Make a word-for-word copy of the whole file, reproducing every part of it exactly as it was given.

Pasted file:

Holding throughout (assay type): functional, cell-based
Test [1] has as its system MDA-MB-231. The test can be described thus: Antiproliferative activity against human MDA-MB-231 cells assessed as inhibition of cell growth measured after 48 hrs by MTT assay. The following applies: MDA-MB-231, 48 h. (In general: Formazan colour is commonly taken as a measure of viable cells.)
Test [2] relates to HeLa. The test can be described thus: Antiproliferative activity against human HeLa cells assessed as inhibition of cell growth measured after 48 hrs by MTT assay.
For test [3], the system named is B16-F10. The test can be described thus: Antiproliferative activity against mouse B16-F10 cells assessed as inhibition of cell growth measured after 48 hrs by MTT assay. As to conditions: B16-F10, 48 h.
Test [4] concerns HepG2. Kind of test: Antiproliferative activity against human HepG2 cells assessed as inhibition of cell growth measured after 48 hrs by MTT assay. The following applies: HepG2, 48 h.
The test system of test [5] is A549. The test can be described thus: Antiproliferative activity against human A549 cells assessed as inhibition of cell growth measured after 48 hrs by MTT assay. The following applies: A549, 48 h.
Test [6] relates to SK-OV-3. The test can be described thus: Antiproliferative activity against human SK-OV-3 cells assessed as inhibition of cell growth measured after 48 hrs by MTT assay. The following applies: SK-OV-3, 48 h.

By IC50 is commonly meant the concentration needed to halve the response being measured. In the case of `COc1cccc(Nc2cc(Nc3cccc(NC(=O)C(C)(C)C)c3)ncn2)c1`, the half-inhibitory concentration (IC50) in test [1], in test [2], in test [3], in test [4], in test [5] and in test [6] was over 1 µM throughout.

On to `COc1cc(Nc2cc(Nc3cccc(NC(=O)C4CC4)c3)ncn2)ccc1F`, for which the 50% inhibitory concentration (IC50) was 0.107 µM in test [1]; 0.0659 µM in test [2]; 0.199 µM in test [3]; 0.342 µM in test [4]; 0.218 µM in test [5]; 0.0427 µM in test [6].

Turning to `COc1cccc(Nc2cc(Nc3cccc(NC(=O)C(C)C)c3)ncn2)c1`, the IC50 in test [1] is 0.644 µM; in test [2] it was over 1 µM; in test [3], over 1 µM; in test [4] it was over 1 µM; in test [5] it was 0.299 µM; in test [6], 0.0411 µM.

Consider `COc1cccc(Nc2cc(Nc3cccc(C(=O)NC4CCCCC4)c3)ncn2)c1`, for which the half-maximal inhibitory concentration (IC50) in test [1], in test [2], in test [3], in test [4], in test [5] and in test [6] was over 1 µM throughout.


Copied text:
Holding throughout (assay type): functional, cell-based
Test [1] has as its system MDA-MB-231. The test can be described thus: Antiproliferative activity against human MDA-MB-231 cells assessed as inhibition of cell growth measured after 48 hrs by MTT assay. The following applies: MDA-MB-231, 48 h. (In general: Formazan colour is commonly taken as a measure of viable cells.)
Test [2] relates to HeLa. The test can be described thus: Antiproliferative activity against human HeLa cells assessed as inhibition of cell growth measured after 48 hrs by MTT assay.
For test [3], the system named is B16-F10. The test can be described thus: Antiproliferative activity against mouse B16-F10 cells assessed as inhibition of cell growth measured after 48 hrs by MTT assay. As to conditions: B16-F10, 48 h.
Test [4] concerns HepG2. Kind of test: Antiproliferative activity against human HepG2 cells assessed as inhibition of cell growth measured after 48 hrs by MTT assay. The following applies: HepG2, 48 h.
The test system of test [5] is A549. The test can be described thus: Antiproliferative activity against human A549 cells assessed as inhibition of cell growth measured after 48 hrs by MTT assay. The following applies: A549, 48 h.
Test [6] relates to SK-OV-3. The test can be described thus: Antiproliferative activity against human SK-OV-3 cells assessed as inhibition of cell growth measured after 48 hrs by MTT assay. The following applies: SK-OV-3, 48 h.

By IC50 is commonly meant the concentration needed to halve the response being measured. In the case of `COc1cccc(Nc2cc(Nc3cccc(NC(=O)C(C)(C)C)c3)ncn2)c1`, the half-inhibitory concentration (IC50) in test [1], in test [2], in test [3], in test [4], in test [5] and in test [6] was over 1 µM throughout.

On to `COc1cc(Nc2cc(Nc3cccc(NC(=O)C4CC4)c3)ncn2)ccc1F`, for which the 50% inhibitory concentration (IC50) was 0.107 µM in test [1]; 0.0659 µM in test [2]; 0.199 µM in test [3]; 0.342 µM in test [4]; 0.218 µM in test [5]; 0.0427 µM in test [6].

Turning to `COc1cccc(Nc2cc(Nc3cccc(NC(=O)C(C)C)c3)ncn2)c1`, the IC50 in test [1] is 0.644 µM; in test [2] it was over 1 µM; in test [3], over 1 µM; in test [4] it was over 1 µM; in test [5] it was 0.299 µM; in test [6], 0.0411 µM.

Consider `COc1cccc(Nc2cc(Nc3cccc(C(=O)NC4CCCCC4)c3)ncn2)c1`, for which the half-maximal inhibitory concentration (IC50) in test [1], in test [2], in test [3], in test [4], in test [5] and in test [6] was over 1 µM throughout.